SINCE LAST week, a trail of migrants, travelling by vehicle and on foot, has been moving northwards from Honduras and Guatemala, towards Mexico and the United States. The “migrant caravan” had led to warnings from US President Donald Trump, culminating in a series of tweets Monday where he said he had alerted border authorities about a “national emergency”, and that the US would begin curtailing aid to Honduras, Guatemala and El Salvador.
How they got together
Migration of Central Americans to Mexico and the US has taken place for decades, for reasons ranging from economic hardship to violent conditions at home. A migrant caravan of such a scale and organised nature, however, is relatively new. Earlier this year, another caravan from Honduras had reached the Mexico-US border in April after travelling 3,500 km; that march was organised by a rights group called Pueblo Sin Fronteras (people without borders). The current one was formed late last week in San Pedro Sula in Honduras, known for high levels of violence. It originally numbered fewer than 200 people, grew to 1,000 by the time it had crossed into Guatemala, and is estimated to have reached 4,000 this week, The New York Times reported. So far, no group has claimed responsibility for organising this week’s caravan.
Trump & immigration
The fight against illegal immigration was a central plank in Trump’s presidential election, and helped build his conservative base. His renewed attack comes with midterm elections weeks away. In his tweets, he has warned of criminals crossing over, economic dislocation and job loss. On Monday, one of his tweets was: “Every time you see a Caravan, or people illegally coming, or attempting to come, into our Country illegally, think of and blame the Democrats for not giving us the votes to change our pathetic Immigration Laws! Remember the Midterms! So unfair to those who come in legally.”
Trump has attacked Honduras, Guatemala and El Salvador. The caravan had already crossed into Guatemala before the Honduras could act. The NYT report said Guatemalan President Jimmy Morales had dismissed Trump’s threats, and rejected constraints placed on foreign aid. The Mexican government deployed about 700 National Police officers to the border and issued warnings to the caravan’s participants, the report said.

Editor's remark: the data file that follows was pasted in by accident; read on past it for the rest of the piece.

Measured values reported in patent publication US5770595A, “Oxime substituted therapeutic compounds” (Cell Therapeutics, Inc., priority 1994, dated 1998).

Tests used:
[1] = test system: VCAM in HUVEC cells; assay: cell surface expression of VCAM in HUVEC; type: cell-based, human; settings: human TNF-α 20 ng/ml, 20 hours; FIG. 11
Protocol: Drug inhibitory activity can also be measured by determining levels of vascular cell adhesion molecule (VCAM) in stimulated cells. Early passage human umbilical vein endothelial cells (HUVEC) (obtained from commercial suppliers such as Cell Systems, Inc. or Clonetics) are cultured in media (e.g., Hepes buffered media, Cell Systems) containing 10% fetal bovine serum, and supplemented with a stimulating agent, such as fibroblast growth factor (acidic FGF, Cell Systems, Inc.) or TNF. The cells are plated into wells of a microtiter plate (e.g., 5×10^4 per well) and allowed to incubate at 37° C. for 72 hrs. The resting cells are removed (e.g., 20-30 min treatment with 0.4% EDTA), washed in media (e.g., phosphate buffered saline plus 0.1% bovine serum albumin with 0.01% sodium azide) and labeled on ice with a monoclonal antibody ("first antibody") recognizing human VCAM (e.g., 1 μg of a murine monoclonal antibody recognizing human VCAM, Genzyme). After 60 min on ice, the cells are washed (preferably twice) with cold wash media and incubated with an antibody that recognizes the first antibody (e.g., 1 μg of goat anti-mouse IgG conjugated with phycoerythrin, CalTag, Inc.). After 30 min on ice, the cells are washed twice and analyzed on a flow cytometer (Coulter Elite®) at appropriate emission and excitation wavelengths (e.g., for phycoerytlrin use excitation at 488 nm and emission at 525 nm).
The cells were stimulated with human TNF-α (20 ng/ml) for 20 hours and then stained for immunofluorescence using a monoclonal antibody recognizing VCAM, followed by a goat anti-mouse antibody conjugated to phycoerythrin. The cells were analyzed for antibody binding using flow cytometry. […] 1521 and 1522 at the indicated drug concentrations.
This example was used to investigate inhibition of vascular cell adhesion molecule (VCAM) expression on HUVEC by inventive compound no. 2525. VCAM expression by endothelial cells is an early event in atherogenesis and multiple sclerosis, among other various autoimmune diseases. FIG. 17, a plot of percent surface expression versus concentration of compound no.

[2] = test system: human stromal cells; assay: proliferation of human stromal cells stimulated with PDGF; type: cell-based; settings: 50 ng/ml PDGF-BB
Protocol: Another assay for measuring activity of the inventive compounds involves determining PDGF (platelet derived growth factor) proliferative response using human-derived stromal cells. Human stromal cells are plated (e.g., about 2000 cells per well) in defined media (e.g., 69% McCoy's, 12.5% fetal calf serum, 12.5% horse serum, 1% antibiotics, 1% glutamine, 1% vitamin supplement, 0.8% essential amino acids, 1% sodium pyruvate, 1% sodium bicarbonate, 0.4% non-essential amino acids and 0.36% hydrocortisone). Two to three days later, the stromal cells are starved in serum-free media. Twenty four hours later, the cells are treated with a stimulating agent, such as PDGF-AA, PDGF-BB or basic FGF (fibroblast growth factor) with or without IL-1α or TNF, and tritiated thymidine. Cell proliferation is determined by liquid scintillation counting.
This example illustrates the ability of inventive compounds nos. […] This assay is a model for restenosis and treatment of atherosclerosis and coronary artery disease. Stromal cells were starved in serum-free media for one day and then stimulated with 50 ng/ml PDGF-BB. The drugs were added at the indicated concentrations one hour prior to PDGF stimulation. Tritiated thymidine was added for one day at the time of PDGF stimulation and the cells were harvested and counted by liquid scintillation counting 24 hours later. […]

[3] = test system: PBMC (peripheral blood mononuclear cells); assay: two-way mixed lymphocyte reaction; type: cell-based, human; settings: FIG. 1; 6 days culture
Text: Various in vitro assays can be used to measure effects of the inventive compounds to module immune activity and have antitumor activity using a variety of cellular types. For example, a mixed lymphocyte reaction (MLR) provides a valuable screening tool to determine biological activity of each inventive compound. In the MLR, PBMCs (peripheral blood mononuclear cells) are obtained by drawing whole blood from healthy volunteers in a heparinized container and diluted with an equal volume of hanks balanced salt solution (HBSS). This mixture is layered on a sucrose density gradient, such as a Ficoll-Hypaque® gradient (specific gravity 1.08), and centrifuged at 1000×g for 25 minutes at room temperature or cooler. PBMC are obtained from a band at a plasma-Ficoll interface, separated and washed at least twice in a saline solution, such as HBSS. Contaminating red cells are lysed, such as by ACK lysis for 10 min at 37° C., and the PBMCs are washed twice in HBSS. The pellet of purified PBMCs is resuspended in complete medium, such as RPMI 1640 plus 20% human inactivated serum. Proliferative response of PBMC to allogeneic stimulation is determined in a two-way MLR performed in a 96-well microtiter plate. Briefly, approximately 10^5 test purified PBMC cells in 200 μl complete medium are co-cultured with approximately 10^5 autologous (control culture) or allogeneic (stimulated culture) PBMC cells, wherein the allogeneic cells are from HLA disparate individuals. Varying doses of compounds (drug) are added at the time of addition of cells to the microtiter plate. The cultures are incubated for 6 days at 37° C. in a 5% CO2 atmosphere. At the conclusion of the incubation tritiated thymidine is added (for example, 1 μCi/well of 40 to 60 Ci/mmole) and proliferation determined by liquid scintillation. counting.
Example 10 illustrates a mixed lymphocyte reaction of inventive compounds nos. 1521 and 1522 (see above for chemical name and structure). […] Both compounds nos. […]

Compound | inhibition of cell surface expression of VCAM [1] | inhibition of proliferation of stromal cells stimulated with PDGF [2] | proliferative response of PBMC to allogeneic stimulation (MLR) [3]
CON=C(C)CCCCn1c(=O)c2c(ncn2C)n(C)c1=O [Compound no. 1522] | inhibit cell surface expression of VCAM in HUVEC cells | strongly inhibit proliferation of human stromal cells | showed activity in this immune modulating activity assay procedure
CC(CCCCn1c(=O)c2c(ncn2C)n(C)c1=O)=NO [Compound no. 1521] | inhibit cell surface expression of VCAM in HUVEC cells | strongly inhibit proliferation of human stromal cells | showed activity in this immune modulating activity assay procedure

According to another NYT report, the Trump administration is weighing an array of new policies that it hopes will deter Central Americans from such trips. These range from a new form of the practice of family separation to stricter requirements on asylum, the report said.
PTI quoted Secretary of State Mike Pompeo as saying : “Many migrants are attempting to transit these countries and in the process are violating their sovereignty, their laws, and their procedures. …Consistent with US law, the United States will not allow illegal immigrants to enter or remain in the US.”
Tip for Reading List: Missiles, war, And Progress
Dr Neil deGrasse Tyson, the Frederick P Rose Director of the world-renowned Hayden Planetarium in New York City, is among the best known astrophysicists in the world, his immense popularity riding on a vast body of science communication that includes books, film and TV appearances, innumerable public speaking assignments, and a 13 million-strong Twitter following that makes him the most widely followed scientist on social media by far. Dr Tyson’s 15th book, Accessory to War: The Unspoken Alliance Between Astrophysics and the Military (co-authored with his longtime editor Avis Lang), is the intertwined story — and history — of war and space science.
“The astrophysicist does not make missiles or bombs,” the authors say in the book’s prologue. “Instead, we and the military happen to care about many of the same things: multi-spectral detection, ranging, tracking, imaging, high ground, nuclear fusion, access to space. The overlap is strong, and the knowledge flows in both directions. Astrophysicists as a community, like most academics, are overwhelmingly liberal and antiwar, yet we are curiously complicit in this alliance.” Their book, they say, “explores this relationship from the earliest times of celestial navigation in the service of conquest and hegemony to the latest exploitations of satellite-enabled warfare.”
The book’s immediate relevance is in the context of President Donald Trump’s plans for a new “Space Force” — the US Department of Defence will likely submit in the next few weeks a legislative proposal recommending this as a separate wing of the country’s armed forces. At another level, the book explores deeper and more universal questions of philosophy and ideology, and their relationship with science and technological advancement.